By Rabbi Scott Nagel
The Sophia and Nathan Gumenick Senior Rabbi,
Congregation Beth Ahabah
It is the month of February in the Gregorian calendar, and you might have looked at your calendar to see if it was a leap year with that strange day that is added to the calendar once every four years, February 29th.
If you did, you might be disappointed because 2022 is not a leap year.
There is no Feb. 29th. The last year there was a leap year on the Gregorian calendar was 2020 and the next one will be in 2024. Yet all is not lost for Leap Year lovers, for in fact, in our Hebrew or Jewish calendar in which it is the year 5782, it is a leap year!
The Hebrew calendar is a Lunar calendar, based on the number of the cycle of the moon, differing from the Gregorian calendar, which is a solar calendar based on how long the earth takes to orbit around the sun.
Since the orbit around the sun takes 365 and ¼ days, adding one day every four years sorts out the timing difference. On the on the hand, a lunar cycle (from new moon to new moon) takes approximately 29.5 days, and 12 months of those lunar cycles will add up to 354 days, making the lunar year 11 days shorter than the solar year.
Therefore, in order to keep the Jewish Holidays aligned with their proper seasons, an entire month is added to the calendar 7 times every 19 years – in years 3, 6, 8, 11, 14, 17, and 19 in the cycle. In Hebrew, the leap year is called Shanah Me-uberet which means “Pregnant Year.”
Jewish Leap Year
In a Jewish leap year, this extra month is added after the month of Shevat and before the month of Adar. It is called Adar Aleph, Adar Rishon, or Adar I.
The month of Adar is then referred to as Adar Bet, Adar Sheni, or Adar II. According to Jewish tradition, Adar is a lucky and happy month, as in, “It’s Adar, be happy!” because Adar is the month that contains the holiday of Purim, a time of great celebration.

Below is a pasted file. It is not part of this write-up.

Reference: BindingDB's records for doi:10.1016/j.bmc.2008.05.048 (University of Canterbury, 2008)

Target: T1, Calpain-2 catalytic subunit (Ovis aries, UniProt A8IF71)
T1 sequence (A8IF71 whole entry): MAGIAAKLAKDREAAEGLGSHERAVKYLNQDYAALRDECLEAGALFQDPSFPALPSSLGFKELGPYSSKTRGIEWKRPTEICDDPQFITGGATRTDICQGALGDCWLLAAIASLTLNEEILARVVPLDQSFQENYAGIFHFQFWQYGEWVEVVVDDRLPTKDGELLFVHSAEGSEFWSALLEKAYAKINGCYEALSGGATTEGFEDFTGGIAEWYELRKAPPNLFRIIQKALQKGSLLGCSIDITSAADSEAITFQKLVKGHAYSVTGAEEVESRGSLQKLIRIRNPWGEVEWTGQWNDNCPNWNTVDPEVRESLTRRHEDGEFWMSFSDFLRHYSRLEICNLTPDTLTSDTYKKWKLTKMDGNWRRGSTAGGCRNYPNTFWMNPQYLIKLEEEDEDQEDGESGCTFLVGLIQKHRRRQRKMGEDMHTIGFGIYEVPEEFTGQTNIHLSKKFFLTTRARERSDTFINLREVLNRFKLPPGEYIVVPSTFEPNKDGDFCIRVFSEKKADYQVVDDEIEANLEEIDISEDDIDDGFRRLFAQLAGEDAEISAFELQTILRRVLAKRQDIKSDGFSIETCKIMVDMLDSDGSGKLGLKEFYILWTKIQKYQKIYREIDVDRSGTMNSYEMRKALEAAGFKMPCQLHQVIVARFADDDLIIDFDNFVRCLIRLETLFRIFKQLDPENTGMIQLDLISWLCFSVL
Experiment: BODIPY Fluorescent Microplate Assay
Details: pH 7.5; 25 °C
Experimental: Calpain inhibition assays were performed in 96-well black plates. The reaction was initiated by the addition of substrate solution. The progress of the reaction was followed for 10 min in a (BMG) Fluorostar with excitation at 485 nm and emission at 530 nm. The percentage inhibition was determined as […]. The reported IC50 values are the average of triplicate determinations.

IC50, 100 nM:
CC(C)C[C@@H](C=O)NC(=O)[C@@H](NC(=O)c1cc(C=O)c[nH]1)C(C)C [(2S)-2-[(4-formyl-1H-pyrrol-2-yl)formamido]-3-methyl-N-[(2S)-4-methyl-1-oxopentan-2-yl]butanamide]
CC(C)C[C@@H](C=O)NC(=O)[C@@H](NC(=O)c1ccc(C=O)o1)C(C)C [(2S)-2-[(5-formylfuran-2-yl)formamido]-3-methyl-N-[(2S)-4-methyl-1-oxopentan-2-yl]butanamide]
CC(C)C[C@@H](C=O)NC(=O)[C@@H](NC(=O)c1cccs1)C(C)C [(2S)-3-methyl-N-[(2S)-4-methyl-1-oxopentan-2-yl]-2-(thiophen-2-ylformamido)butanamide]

If you are going to add an extra month, why not make it an extra happy one?
This year Adar I starts on Feb. 2 – our Jewish leap month begins in the secular month that contains a leap day!
Purim, the holiday detailed in the Book of Esther commemorating the miracle of the Jews being saved from their evil enemy Haman, is still celebrated on the 14th of the Hebrew month of Adar II (the original Adar), yet this is still a minor holiday in our Leap Month Adar I and it is called Purim Katan), celebrated this year on the Evening of Feb. 14, and during the day of Feb. 15.
Katan Literally Means ‘Small’
What is Purim Katan you might ask? Well, its name has it all. Purim simply refers to the Jewish holiday of Purim, and katan literally means “small.” The two put together as Purim Katan actually translates as “minor Purim,” and this is a minor holiday that is only observed during a Jewish leap year.
According to the Talmud in tractate Megillah 6b, because Purim is observed in Adar II, the importance of Adar I must still be recognized. Thus, Purim Katan fills that void.
How do we celebrate this minor Purim?
Interestingly, the Talmud tells us that there is “no difference between the fourteenth of the first Adar and the fourteenth of the second Adar” except that, on Purim Katan: the Megillah is not read, gifts are not sent, the al ha-nissim (sections of prayer about miracles) prayer is not recited, and the tachanun prayers (sections of prayer involving confession and asking for forgiveness) are not recited.
Which means that there really is a huge difference. The only thing that remains is that fasting and funeral eulogies are not allowed as we do not want to diminish the joy of the day.
As for how to celebrate, the Shuchan Aruch (a later code of Jewish laws) tells us that it is considered worthy to simply mark Purim Katan with a small, festive meal such as a special lunch, and generally to increase one’s joy as well (Shulchan Aruch, Orach Chaim 697:1).
That is, with no commandment or rules to follow (i.e. reading the Megillah and sending gifts, especially to those in need), we are simply to celebrate on Purim Katan for the sake of celebration itself. A day to celebrate and be joyful because celebration and joy are good for us.
So, enjoy your “extra month” and use this time to find happiness and joy, for it is something we all could use this year and every year.
Rabbi Scott Nagel